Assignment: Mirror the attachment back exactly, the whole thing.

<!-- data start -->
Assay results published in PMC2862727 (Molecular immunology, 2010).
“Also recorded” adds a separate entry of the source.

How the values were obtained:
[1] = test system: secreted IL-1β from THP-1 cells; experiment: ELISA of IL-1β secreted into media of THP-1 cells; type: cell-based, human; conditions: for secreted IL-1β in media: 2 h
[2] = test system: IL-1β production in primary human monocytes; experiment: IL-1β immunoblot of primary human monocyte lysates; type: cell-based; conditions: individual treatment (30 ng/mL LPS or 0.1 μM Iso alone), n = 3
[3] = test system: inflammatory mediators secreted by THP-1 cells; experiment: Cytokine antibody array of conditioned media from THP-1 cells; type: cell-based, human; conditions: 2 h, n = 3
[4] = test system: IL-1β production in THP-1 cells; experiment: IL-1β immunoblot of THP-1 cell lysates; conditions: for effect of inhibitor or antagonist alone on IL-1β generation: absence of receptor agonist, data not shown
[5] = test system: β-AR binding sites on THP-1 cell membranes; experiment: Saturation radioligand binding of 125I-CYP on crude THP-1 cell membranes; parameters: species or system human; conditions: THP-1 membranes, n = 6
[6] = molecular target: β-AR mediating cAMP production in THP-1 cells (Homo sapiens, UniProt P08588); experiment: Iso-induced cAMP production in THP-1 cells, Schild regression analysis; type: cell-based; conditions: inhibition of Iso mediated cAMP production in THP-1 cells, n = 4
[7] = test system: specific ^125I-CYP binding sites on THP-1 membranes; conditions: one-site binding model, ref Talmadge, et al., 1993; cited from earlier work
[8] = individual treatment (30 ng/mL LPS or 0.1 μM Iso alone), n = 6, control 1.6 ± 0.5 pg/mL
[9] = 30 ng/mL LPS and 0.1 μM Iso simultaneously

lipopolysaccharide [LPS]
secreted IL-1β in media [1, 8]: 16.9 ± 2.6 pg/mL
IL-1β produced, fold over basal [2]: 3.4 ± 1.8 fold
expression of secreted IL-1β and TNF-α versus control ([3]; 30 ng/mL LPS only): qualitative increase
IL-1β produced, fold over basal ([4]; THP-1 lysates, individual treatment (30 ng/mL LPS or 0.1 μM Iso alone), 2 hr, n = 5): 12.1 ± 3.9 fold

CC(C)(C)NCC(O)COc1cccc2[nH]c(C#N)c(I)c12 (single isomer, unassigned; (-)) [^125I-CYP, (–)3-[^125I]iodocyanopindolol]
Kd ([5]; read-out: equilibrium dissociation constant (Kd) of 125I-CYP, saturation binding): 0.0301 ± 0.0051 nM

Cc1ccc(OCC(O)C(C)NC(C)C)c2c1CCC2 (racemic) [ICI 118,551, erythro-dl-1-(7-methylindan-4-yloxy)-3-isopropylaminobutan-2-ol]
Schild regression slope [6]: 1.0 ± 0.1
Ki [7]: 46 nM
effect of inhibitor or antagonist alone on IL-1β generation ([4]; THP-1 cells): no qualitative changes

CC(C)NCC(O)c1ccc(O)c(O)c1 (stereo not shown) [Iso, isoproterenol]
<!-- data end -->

Assay results published in PMC2862727 (Molecular immunology, 2010).
“Also recorded” adds a separate entry of the source.

How the values were obtained:
[1] = test system: secreted IL-1β from THP-1 cells; experiment: ELISA of IL-1β secreted into media of THP-1 cells; type: cell-based, human; conditions: for secreted IL-1β in media: 2 h
[2] = test system: IL-1β production in primary human monocytes; experiment: IL-1β immunoblot of primary human monocyte lysates; type: cell-based; conditions: individual treatment (30 ng/mL LPS or 0.1 μM Iso alone), n = 3
[3] = test system: inflammatory mediators secreted by THP-1 cells; experiment: Cytokine antibody array of conditioned media from THP-1 cells; type: cell-based, human; conditions: 2 h, n = 3
[4] = test system: IL-1β production in THP-1 cells; experiment: IL-1β immunoblot of THP-1 cell lysates; conditions: for effect of inhibitor or antagonist alone on IL-1β generation: absence of receptor agonist, data not shown
[5] = test system: β-AR binding sites on THP-1 cell membranes; experiment: Saturation radioligand binding of 125I-CYP on crude THP-1 cell membranes; parameters: species or system human; conditions: THP-1 membranes, n = 6
[6] = molecular target: β-AR mediating cAMP production in THP-1 cells (Homo sapiens, UniProt P08588); experiment: Iso-induced cAMP production in THP-1 cells, Schild regression analysis; type: cell-based; conditions: inhibition of Iso mediated cAMP production in THP-1 cells, n = 4
[7] = test system: specific ^125I-CYP binding sites on THP-1 membranes; conditions: one-site binding model, ref Talmadge, et al., 1993; cited from earlier work
[8] = individual treatment (30 ng/mL LPS or 0.1 μM Iso alone), n = 6, control 1.6 ± 0.5 pg/mL
[9] = 30 ng/mL LPS and 0.1 μM Iso simultaneously

lipopolysaccharide [LPS]
secreted IL-1β in media [1, 8]: 16.9 ± 2.6 pg/mL
IL-1β produced, fold over basal [2]: 3.4 ± 1.8 fold
expression of secreted IL-1β and TNF-α versus control ([3]; 30 ng/mL LPS only): qualitative increase
IL-1β produced, fold over basal ([4]; THP-1 lysates, individual treatment (30 ng/mL LPS or 0.1 μM Iso alone), 2 hr, n = 5): 12.1 ± 3.9 fold

CC(C)(C)NCC(O)COc1cccc2[nH]c(C#N)c(I)c12 (single isomer, unassigned; (-)) [^125I-CYP, (–)3-[^125I]iodocyanopindolol]
Kd ([5]; read-out: equilibrium dissociation constant (Kd) of 125I-CYP, saturation binding): 0.0301 ± 0.0051 nM

Cc1ccc(OCC(O)C(C)NC(C)C)c2c1CCC2 (racemic) [ICI 118,551, erythro-dl-1-(7-methylindan-4-yloxy)-3-isopropylaminobutan-2-ol]
Schild regression slope [6]: 1.0 ± 0.1
Ki [7]: 46 nM
effect of inhibitor or antagonist alone on IL-1β generation ([4]; THP-1 cells): no qualitative changes

CC(C)NCC(O)c1ccc(O)c(O)c1 (stereo not shown) [Iso, isoproterenol]